I culled the reading list a second time while trying to keep the above in mind, and more readings went into the rubbish bin. In the process I created some parsimonious alignment between learning objectives and writing assignments, which in turn led to an easy set of meta-prompts to preface those assignments. Each meta-prompt begins with “Purpose of this response: learn about . . . ” and ends with the specific learning objective that the assignment targets. Here is the list of those objectives:
The nature of poverty and perceptions of the poor.
Demographics and carrying capacity.
Causes of economic growth.
The role of agriculture in development.
The management of market externalities.
Effects of and barriers to savings, credit, insurance, and entrepreneurship for the poor.
The relationship between property regimes and natural resource management.
The socioeconomic consequences of urban development policies.
The effectiveness of public policy in a changing natural environment.
I’ll be posting more about redesigning this course in the coming weeks.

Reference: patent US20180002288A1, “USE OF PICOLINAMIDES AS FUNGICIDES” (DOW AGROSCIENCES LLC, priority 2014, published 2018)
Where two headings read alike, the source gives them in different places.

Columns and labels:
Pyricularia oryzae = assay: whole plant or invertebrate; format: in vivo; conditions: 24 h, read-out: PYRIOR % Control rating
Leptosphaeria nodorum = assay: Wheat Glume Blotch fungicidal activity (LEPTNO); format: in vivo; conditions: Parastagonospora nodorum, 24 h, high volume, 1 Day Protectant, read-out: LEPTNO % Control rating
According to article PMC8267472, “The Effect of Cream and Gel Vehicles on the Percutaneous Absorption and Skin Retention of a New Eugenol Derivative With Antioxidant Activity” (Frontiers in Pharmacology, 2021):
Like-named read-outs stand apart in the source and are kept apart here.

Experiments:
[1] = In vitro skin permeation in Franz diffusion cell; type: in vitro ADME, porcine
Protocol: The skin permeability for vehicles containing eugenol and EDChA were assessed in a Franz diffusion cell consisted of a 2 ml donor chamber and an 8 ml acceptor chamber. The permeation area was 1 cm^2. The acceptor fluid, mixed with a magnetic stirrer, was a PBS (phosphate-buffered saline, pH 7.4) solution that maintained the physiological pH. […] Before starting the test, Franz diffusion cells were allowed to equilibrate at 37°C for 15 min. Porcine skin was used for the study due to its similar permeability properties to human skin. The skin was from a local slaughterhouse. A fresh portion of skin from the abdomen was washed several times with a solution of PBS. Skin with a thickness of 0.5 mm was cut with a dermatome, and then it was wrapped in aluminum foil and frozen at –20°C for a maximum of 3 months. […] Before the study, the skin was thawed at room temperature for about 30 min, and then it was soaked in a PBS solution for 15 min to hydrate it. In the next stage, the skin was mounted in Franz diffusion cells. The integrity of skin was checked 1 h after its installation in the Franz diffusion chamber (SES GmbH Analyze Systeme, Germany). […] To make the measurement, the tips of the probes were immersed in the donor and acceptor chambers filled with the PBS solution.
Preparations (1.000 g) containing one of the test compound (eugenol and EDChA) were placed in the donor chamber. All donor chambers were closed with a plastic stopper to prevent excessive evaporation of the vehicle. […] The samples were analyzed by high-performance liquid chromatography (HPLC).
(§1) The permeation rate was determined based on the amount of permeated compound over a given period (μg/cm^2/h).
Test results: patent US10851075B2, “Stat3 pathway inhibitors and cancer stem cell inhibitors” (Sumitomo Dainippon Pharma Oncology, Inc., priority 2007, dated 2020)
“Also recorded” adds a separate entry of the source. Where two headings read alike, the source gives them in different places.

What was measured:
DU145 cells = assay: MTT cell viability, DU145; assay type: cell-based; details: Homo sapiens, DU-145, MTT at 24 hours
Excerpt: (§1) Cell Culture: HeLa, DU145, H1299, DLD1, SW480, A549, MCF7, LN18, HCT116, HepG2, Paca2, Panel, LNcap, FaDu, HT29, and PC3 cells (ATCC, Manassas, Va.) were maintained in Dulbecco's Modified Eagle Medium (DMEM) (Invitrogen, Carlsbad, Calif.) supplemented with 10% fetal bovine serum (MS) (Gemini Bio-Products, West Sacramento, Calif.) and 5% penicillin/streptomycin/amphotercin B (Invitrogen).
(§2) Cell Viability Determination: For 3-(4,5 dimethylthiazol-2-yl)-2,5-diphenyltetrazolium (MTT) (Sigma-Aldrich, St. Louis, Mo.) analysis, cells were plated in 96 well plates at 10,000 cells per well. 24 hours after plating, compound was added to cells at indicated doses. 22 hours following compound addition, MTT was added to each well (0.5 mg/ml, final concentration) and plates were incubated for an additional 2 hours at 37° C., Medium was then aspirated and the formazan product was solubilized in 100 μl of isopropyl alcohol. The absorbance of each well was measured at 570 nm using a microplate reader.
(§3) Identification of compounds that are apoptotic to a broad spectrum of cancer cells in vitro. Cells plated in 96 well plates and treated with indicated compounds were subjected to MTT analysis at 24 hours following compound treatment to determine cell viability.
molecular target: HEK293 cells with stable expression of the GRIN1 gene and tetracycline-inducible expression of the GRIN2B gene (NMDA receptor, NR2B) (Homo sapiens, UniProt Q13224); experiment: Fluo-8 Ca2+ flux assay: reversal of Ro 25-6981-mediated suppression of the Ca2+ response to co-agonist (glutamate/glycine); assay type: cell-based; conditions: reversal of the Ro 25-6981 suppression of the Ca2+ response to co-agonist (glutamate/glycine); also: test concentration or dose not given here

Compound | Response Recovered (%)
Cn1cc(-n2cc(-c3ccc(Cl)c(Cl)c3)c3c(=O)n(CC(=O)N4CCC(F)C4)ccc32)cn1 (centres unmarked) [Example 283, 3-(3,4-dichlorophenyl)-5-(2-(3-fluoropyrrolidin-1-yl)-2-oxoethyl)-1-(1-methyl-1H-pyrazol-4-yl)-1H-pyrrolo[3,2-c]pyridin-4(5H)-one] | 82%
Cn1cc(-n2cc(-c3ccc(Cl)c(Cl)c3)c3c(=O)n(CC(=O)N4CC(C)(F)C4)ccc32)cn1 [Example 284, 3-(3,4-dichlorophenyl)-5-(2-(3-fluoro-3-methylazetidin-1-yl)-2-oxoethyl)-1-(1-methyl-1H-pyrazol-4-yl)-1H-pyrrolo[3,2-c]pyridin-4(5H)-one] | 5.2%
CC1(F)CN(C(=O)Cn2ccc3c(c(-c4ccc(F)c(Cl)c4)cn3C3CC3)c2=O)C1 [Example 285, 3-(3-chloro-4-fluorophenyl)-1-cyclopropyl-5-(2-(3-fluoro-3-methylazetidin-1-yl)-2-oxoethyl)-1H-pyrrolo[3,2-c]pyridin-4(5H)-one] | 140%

This post was inspired by the ideas that Erin Baumann, Harvard, and John Fitzgibbon, Boston College, presented at the APSA Teaching & Learning Conference two weeks ago. They pointed out that instructors, myself included, often begin the course design process from the content-centric position of what we want students to learn. We collect resources for student consumption that illustrate principles and facts that we think are relevant to the subject of the course. Content for learning triumphs over the process of learning.
When engaging in this sort of scavenger hunt for content, a potentially much more useful question to ask is “What don’t students need?” The value of this approach hit home during a redesign of my course on economic development. I’ve taught this course for years at a variety of universities, and while I always make it a practice to update the readings, the learning objectives with which they were associated remained a fairly static and not very well thought out conglomeration. For the fall 2018 semester, the course is being consolidated with another course on environmental politics, and I’ve been forced to think hard about how I can adequately serve both subjects simultaneously.
I concluded that my existing course design wasn’t very elegant. Though I was fairly satisfied with what students were doing in terms of assignments and exercises, my predilection for the subject material had caused me to fall into the trap of “it would be nice if I covered . . . ” rather than ruthlessly restricting my syllabus to only the most essential content.